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5 Things I Wish I Knew Before Starting My Own Publishing Company

As a published author who’d spent over a decade working on my craft, I thought the transition from writer to publisher would be a relatively smooth one.


5 Things I Wish I Knew Before Starting My Own Publishing Company

It would not be the first time in my life that I’ve been mistaken!


I mean, I knew the two paths wouldn't be exactly the same, but I figured they’d at least be similar enough for me to do well. That was partially true, but the room I had for improvement was vast!


There were a few things I wish I’d known prior to starting my own independent publishing company, Phoenix Media & Books. I hope sharing them here will help you be just a bit more informed if you, too, choose to travel down the path of independent publication either for yourself or for others.



Here are five things I wish I knew before starting my own publishing company.


1. Making a great book is only half the battle.


As I said before, I have been a part of the writing community for quite some time. In 2012, I joined SCBWI and spent years attending conferences, learning about the craft of writing, figuring out essential elements such as plot, pacing, character development, and even proper word count for the genre I was writing.


When I finally landed a literary agent, I was thrilled about seeing one of the dozen books I’d written submitted to publishing house. I knew my books were good. I worked hard for them to be! But what I didn’t realize is that having a good book is the bare minimum requirement for publication.


Phoenix Media and Books Logo

Let me take a moment here to explain why I started my own publishing company when I already had an agent. The simple answer to that is I wanted to create another avenue for authors like me to publish their work. Making it past the gatekeepers is hard for most people in this industry. But I, personally, had so many roadblocks that were specifically due to my race, that I felt compelled to provide opportunities for others.


Authors need the grace and dignity of telling their stories and representing their cultures without the notion that people outside of their culture cannot relate to them. It is the furthest from the truth! We are all human and relating to the humanity of someone who does not share your same race, lifestyle, or culture can be as natural as breathing. (Just look at how many of us purchased Prince Harry’s autobiography and none of us are royalty!) For Phoenix, I wanted to create a safe space to help nurture creators who may not want to take on the task of self-publishing or who would thrive in a collaborative environment like the one I aim to provide.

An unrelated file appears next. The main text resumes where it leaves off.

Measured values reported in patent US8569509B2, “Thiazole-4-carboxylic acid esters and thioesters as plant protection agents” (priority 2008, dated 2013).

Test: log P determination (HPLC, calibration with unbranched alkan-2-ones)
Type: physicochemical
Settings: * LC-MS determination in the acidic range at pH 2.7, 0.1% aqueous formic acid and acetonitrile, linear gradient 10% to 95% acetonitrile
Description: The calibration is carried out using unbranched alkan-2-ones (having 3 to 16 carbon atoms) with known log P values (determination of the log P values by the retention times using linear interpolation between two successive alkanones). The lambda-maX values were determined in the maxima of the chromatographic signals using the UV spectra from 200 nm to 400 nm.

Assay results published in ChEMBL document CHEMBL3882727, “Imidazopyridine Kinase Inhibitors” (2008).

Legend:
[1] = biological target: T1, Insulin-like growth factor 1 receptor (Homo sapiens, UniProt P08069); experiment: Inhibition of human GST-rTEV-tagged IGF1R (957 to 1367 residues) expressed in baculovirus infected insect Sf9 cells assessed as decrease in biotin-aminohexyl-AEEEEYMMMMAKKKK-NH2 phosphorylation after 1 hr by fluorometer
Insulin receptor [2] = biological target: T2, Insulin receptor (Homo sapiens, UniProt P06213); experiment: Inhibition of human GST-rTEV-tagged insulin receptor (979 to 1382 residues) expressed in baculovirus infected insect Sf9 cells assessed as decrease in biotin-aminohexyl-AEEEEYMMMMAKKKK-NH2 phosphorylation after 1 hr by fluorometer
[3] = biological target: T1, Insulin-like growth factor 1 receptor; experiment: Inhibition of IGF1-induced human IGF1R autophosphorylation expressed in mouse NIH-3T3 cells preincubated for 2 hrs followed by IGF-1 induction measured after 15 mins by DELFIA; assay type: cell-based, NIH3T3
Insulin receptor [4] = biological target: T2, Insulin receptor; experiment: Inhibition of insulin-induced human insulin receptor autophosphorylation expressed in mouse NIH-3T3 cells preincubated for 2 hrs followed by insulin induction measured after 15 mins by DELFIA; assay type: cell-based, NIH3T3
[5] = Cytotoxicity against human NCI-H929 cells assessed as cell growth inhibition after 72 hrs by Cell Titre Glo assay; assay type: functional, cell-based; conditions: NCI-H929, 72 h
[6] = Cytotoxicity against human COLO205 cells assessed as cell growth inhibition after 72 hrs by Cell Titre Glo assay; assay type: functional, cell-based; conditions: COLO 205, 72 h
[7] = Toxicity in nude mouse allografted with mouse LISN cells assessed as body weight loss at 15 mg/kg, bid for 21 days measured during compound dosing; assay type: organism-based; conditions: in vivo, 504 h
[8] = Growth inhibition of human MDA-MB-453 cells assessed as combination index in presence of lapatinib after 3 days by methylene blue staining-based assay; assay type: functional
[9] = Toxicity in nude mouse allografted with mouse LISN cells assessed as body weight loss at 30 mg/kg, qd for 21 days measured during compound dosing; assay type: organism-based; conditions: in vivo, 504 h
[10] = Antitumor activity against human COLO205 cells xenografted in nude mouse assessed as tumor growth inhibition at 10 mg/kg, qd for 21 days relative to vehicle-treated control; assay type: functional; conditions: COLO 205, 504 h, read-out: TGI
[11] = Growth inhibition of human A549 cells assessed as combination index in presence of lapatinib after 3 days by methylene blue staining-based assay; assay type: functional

Now, as a publisher who wants to help my authors succeed, I know I have so much more to worry about than whether or not a book will resonate with its target audience. I have to study and know the market and where the books I acquire will fit in. I have to understand distribution and how that will affect my bottom line.


Marketing is always a top concern, as is finding the right help or support for my questions because I always have questions. There’s also a unique dynamic to working with other creatives so I’ve definitely had to dust off my conflict resolution skills a time or two. Then there’s bookkeeping, keeping up with royalty payments, as well as finding and vetting talented creators.


I will admit, it’s a LOT. But, when a project comes together beautifully and a reader is excited about a book that I produced, it all feels worth it.


2. Preparing for success is just as important as preparing for when things don’t go as planned.


Listen, if you’ve ever set a plan in motion, you likely came up with multiple ways to regroup if things went wrong. I’m sure you’ve heard of having both plan A and plan B and even plan C in these instances! But what about when things go right? Believe it or not, there can be unexpected problems...even when you get exactly what you wished for!


Izzy's Almost Epic Day, by Katie Otey

For me, the launch of my company’s first book went so well that the inventory sold out within two weeks. I didn’t expect that, at all! The average indie picture book sells about 250 copies. I initially purchased 1000 books with the idea that I’d re-order once I sold at least half of those. Well, that first 1000 books sold so fast that I was left scrambling trying to figure out what to do.